Two babies, a beach, and a handy newspaper

I SPENT yesterday beating the recession.

I didn’t spend a cent. I didn’t go to the movies or a coffee shop; I didn’t shop till I dropped (which nowadays only takes me five minutes anyway). I didn’t take out a gym membership or start a TAFE course.

I took a baby to the beach. Two babies, actually. And a picnic.

I can now relate, with absolute conviction, that two babies and a beach encapsulates everything life can give you Ñ even the dodgy bits Ñ and is better than any other form of entertainment, including reading the Townsville Bulletin, which I took with me, but that’s another story. I never did get to read it.

Not only was it fun, but I learned some of the Great Universal Truths of life. Like: when they invented sunblock, why didn‘t they think up something that sand wouldn’t stick to?

I suppose I could have kept their clothes on. But I’m an ex-Pom, and I still have this lingering cultural quirk that on the rare occasions (over there) when the sun shines you have to rip your clothes off.

Not me personally; that’s probably a hanging offence. But small kids should be able to. Except that then you have to coat them with sunblock. And after 30 seconds gambolling on the beach, the sunblock is coated in sand. Even dunking them in the ocean doesn’t work.

And while you’re dunking one in the ocean the other is trying to eat a dead sea snake. At least, I think it was dead.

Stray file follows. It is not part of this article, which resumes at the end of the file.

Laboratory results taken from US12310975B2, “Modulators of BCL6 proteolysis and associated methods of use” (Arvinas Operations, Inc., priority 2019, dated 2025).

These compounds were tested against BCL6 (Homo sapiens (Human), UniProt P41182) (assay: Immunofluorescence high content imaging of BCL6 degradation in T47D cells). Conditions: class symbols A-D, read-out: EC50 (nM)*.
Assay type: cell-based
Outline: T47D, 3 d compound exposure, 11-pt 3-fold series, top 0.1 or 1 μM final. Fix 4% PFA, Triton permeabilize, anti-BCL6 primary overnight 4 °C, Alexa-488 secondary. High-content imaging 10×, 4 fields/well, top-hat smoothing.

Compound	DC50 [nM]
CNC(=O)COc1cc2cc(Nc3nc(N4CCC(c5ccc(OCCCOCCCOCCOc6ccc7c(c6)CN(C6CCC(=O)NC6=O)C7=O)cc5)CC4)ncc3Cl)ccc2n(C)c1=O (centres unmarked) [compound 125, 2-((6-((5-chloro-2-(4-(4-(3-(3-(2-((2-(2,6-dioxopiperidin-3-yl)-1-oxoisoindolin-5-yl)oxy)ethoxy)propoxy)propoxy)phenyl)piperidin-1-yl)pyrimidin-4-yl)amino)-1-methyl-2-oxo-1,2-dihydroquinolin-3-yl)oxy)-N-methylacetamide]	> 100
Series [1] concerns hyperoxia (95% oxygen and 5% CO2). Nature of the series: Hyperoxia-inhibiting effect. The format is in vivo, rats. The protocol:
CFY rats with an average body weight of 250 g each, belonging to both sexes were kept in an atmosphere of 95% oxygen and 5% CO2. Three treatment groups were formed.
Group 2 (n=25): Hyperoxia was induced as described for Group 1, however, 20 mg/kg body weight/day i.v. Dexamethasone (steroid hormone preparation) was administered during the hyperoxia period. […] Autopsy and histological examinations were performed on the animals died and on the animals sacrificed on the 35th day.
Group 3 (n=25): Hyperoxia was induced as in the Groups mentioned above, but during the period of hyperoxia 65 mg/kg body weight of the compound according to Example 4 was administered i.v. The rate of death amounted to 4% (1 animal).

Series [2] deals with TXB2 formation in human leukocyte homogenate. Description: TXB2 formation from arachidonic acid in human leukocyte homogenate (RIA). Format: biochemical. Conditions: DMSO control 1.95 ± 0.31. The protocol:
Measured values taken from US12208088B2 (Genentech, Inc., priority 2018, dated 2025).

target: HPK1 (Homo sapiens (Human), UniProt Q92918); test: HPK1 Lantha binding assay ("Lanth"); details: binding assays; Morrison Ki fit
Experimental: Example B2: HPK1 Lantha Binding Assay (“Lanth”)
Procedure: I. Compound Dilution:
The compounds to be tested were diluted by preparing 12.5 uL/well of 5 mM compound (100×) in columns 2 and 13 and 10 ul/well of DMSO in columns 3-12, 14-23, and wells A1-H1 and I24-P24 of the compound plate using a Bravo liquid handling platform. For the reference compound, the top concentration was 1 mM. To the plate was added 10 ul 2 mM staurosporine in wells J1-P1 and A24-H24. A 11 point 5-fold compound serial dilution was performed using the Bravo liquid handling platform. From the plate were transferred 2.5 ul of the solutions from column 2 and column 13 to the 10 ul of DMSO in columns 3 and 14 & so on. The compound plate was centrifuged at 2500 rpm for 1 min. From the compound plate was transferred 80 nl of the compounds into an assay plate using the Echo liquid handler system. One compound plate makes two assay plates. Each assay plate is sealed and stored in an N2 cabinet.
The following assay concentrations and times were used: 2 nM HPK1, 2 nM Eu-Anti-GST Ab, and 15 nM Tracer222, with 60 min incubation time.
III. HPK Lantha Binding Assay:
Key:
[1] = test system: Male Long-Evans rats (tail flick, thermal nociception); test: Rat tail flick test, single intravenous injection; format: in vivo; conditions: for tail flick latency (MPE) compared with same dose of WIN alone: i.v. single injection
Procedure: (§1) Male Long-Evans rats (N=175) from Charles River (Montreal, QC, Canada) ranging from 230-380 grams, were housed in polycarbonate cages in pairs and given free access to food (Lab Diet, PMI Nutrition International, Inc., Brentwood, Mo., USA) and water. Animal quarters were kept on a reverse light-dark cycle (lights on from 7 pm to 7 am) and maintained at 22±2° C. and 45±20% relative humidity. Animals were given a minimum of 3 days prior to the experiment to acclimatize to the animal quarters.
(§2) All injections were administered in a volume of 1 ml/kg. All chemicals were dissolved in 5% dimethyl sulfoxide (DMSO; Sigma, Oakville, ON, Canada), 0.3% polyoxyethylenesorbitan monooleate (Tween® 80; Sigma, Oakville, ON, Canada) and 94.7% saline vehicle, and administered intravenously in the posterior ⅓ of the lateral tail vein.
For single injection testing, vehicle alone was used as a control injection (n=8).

But that was just an unlucky chance. Mostly babies are happy to eat sand. Shells too. That’s probably why there were so few; and it’s possible the sea snake was taken by the tide, but all I can say is that I never saw it go.

We built a boat from the sand they didn’t eat, and then we sat in it and ate our picnic (sunblock and sand sandwiches Ñ and that’s the reason they’re called sandwiches. It’s got nothing to do with the Earl of Sandwich) and we splashed in the shallows and we choked on salt water and we sucked on seaweed. That is to say, they choked on salt water and sucked on seaweed. I tried to read the newspaper.

You should know that these babies are 11 months and 23 months respectively. One can walk; one can crawl. I now know (because I’ve timed it) that a crawling baby can be up to its neck in seawater in the time it takes a toddler to climb to the top of a two metre‑high rock 50 metres away.

And when it was time to go they wanted to take the boat.

I also know that sand has a laxative effect, but it doesn’t kick in until you have corralled two babies in your arms and you’re walking back up the beach towards civilisation… babies, sunblock, bags, sand.

Did you know that if a baby falls silent and its face goes red, you should stop carrying it? Especially if it’s naked.

And did you know that unconfined baby poo can spread further than a litre of kerosene on the surface of a lake?
Thank God for the covering and cleaning powers of the Townsville Bulletin Ñ shame I never got to read it, though.